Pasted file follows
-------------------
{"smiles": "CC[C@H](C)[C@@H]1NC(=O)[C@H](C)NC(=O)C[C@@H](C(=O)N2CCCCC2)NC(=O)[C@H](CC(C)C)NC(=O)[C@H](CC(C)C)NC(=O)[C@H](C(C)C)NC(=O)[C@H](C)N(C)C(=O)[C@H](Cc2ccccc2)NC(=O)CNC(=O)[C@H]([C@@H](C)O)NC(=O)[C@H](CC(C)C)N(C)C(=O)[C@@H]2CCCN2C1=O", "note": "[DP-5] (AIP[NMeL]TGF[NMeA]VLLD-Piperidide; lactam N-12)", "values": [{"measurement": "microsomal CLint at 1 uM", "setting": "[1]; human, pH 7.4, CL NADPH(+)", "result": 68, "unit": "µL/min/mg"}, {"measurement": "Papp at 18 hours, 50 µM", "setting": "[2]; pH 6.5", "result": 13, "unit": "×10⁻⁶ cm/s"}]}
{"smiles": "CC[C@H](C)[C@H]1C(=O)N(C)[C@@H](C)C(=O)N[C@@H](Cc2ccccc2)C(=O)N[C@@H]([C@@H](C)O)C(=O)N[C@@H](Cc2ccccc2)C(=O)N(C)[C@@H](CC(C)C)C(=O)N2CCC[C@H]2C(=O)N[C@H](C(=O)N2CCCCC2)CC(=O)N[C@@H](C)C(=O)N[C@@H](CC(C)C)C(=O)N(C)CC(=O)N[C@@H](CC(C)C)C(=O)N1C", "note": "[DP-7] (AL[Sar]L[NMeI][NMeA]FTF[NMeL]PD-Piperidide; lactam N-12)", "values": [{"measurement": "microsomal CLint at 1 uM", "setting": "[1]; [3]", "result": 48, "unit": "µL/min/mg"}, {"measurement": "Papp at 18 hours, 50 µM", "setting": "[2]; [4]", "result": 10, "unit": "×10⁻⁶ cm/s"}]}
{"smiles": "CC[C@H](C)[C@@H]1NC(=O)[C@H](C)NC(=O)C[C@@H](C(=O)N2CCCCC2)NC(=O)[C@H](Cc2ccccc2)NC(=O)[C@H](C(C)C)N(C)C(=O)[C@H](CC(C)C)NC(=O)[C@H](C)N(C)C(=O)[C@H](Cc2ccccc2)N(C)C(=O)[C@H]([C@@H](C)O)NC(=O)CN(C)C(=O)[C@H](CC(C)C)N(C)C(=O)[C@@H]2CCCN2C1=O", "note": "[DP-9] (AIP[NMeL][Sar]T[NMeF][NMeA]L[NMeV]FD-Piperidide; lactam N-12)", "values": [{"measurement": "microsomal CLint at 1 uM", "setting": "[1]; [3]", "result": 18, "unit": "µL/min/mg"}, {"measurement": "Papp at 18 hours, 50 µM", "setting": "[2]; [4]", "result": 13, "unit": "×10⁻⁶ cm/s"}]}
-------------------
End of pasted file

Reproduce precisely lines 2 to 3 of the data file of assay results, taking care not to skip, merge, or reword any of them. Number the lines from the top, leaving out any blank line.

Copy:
{"smiles": "CC[C@H](C)[C@H]1C(=O)N(C)[C@@H](C)C(=O)N[C@@H](Cc2ccccc2)C(=O)N[C@@H]([C@@H](C)O)C(=O)N[C@@H](Cc2ccccc2)C(=O)N(C)[C@@H](CC(C)C)C(=O)N2CCC[C@H]2C(=O)N[C@H](C(=O)N2CCCCC2)CC(=O)N[C@@H](C)C(=O)N[C@@H](CC(C)C)C(=O)N(C)CC(=O)N[C@@H](CC(C)C)C(=O)N1C", "note": "[DP-7] (AL[Sar]L[NMeI][NMeA]FTF[NMeL]PD-Piperidide; lactam N-12)", "values": [{"measurement": "microsomal CLint at 1 uM", "setting": "[1]; [3]", "result": 48, "unit": "µL/min/mg"}, {"measurement": "Papp at 18 hours, 50 µM", "setting": "[2]; [4]", "result": 10, "unit": "×10⁻⁶ cm/s"}]}
{"smiles": "CC[C@H](C)[C@@H]1NC(=O)[C@H](C)NC(=O)C[C@@H](C(=O)N2CCCCC2)NC(=O)[C@H](Cc2ccccc2)NC(=O)[C@H](C(C)C)N(C)C(=O)[C@H](CC(C)C)NC(=O)[C@H](C)N(C)C(=O)[C@H](Cc2ccccc2)N(C)C(=O)[C@H]([C@@H](C)O)NC(=O)CN(C)C(=O)[C@H](CC(C)C)N(C)C(=O)[C@@H]2CCCN2C1=O", "note": "[DP-9] (AIP[NMeL][Sar]T[NMeF][NMeA]L[NMeV]FD-Piperidide; lactam N-12)", "values": [{"measurement": "microsomal CLint at 1 uM", "setting": "[1]; [3]", "result": 18, "unit": "µL/min/mg"}, {"measurement": "Papp at 18 hours, 50 µM", "setting": "[2]; [4]", "result": 13, "unit": "×10⁻⁶ cm/s"}]}